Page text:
The future of music

A guest blog by Warren Fahey
 Warren Fahey


Warren Fahey AM, founder of Larrikin Records, provides a personal perspective on the NFSA’s recent Thomas Rome Lecture given by Ed St John.
The 2010 Thomas Rome Lecture in Sydney.

Ed St John’s talk for the 2010 [p[Thomas Rome lecture]] was illuminating and peppered with flashing warning signs. Music is a very resilient little devil but the record industry, or at least its traditional sound carrier systems, appear to be at death’s door. Digital knows no boundaries and luddites are best advised to give their CD collections away, just as vinyl collectors did last century. In Ed St John’s words, the CD is going to disappear, and very soon.

Personally, I have no attachment to any sound carrier. I grew up with a wind-up gramophone, followed by a Pye automatic record player; I saw the birth of the LP, cassette, quadrophonic cassette, DAT, mini disc and, of course, the CD player. I no longer have a radio in the house as the computer serves this task extremely well, particularly with podcasting, and my Iphone is loaded with my music and recorded books.

The world has changed but music making is essentially the same and so is the musical diet we all consume, except now there is so much variety and far less musical snobbery. St John, a thirty-something-year veteran of the local record industry, succinctly put ARIA’s case rather than of Warner Music where, until last week, he was President and CEO. In his presentation he pointed to the fact that Australia is a relatively small country and has particular problems in encouraging the industry super sellers, which, apparently, the industry needs to drive its overall business.

I have never been too impressed with this aspect of the industry – the need for sound-alike, super selling acts that are often over-promoted and under-talented pop and rock artists. St John used Cold Chisel as his barometer, a success story that no one can deny, but I am more interested in the other, more specialist and unusual, artist-driven end of the musical spectrum. This music, being closer to the artists, usually doesn’t need the ‘industry’ to survive and thrive and, as we have seen, can be successful both financially and artistically by using new technology, particularly social network sites like YouTube and Facebook.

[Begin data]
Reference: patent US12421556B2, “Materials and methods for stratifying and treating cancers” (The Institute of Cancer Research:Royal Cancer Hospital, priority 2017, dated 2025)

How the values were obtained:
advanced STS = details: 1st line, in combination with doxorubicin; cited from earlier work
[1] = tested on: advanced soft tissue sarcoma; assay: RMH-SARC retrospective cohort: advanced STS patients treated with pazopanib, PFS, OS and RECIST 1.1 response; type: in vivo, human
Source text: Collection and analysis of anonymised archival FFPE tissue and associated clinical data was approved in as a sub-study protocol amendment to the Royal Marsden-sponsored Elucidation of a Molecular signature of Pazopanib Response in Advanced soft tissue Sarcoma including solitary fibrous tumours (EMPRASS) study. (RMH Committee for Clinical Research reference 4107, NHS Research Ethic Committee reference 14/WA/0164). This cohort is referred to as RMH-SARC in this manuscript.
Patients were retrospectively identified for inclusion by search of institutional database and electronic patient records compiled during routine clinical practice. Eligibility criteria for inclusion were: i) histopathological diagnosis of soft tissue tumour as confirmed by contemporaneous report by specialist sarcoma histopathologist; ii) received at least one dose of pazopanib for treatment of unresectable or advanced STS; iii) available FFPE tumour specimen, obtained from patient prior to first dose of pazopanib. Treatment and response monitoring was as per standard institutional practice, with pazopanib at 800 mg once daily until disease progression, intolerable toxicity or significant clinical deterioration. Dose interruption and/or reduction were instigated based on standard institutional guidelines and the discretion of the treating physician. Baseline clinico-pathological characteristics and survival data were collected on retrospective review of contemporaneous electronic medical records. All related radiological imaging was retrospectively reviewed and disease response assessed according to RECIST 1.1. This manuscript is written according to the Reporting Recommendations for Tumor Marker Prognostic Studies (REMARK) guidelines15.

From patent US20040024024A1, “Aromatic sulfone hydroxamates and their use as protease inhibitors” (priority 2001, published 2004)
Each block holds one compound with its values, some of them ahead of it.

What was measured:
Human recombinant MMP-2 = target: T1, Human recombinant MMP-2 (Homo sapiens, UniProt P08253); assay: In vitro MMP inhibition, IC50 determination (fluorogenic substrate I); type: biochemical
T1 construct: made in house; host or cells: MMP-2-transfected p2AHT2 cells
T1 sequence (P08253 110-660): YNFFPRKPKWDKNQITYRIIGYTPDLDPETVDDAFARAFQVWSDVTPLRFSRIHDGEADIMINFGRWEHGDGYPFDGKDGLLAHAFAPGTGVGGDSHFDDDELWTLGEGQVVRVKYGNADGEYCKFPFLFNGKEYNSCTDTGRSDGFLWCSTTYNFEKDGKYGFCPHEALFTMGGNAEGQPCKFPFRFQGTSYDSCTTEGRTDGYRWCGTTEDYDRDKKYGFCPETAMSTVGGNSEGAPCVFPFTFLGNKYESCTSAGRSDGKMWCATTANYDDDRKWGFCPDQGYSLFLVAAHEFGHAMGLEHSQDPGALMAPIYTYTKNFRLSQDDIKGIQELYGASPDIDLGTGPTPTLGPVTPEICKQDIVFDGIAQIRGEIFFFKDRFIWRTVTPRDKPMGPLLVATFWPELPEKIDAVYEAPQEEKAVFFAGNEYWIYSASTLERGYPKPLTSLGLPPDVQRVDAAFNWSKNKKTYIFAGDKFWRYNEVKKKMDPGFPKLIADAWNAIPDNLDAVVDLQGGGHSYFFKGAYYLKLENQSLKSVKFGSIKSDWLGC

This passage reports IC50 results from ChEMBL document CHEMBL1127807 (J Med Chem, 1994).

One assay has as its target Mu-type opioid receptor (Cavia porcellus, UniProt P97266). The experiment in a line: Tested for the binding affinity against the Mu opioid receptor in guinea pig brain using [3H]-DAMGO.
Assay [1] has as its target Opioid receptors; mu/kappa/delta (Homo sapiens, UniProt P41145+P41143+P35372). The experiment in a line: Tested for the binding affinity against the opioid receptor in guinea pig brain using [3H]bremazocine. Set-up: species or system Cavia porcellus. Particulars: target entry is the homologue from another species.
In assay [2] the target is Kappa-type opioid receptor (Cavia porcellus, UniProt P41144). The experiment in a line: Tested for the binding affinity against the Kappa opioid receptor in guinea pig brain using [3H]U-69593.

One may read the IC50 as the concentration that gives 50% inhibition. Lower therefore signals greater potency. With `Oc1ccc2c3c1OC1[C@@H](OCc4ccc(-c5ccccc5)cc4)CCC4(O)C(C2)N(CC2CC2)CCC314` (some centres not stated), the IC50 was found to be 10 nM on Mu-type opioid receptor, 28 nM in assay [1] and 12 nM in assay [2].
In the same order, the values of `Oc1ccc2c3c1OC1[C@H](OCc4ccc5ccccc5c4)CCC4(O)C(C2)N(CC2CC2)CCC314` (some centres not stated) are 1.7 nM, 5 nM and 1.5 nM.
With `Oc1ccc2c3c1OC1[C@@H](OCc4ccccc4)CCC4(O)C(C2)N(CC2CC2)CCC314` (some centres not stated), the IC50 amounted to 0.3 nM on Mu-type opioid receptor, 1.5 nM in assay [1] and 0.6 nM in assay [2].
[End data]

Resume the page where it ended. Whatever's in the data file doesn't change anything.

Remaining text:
This isn’t to say the normal record industry doesn’t do a good job, just that their taste is dubious. The fact that television reality shows like Australian Idol, Australia’s Got Talent and now The X Factor, to name only a handful of these dreadful productions, have supplied the industry with its necessary super sellers is evidence of a certain amount of predictability and dumbing down. Maybe the industry has advanced its own demise by this lack of taste?

Ed St John made a passionate and believable plea for more government assistance to the contemporary music industry. I can’t argue with this and somehow feel that the balance of arts funding – especially the disproportionate amount allocated to what is described as the ‘fine arts’ and ‘major performance companies’ – is now at the point of ridiculousness.

He also made the point, one which ARIA has been jumping up and down about for as long as I have been in the industry, that the money flowing from commercial radio airplay is unfair to the producers, artists and songwriters. He is right about this and I was encouraged to hear that ARIA, under his Chairmanship, has instigated a Supreme Court challenge to increase the percentage. That fact remains that the majority of Australian musicians, songwriters and performers do not make a basic wage – this is something we all need to correct. We cannot afford to be musically dumbed down any further.

Warren Fahey AM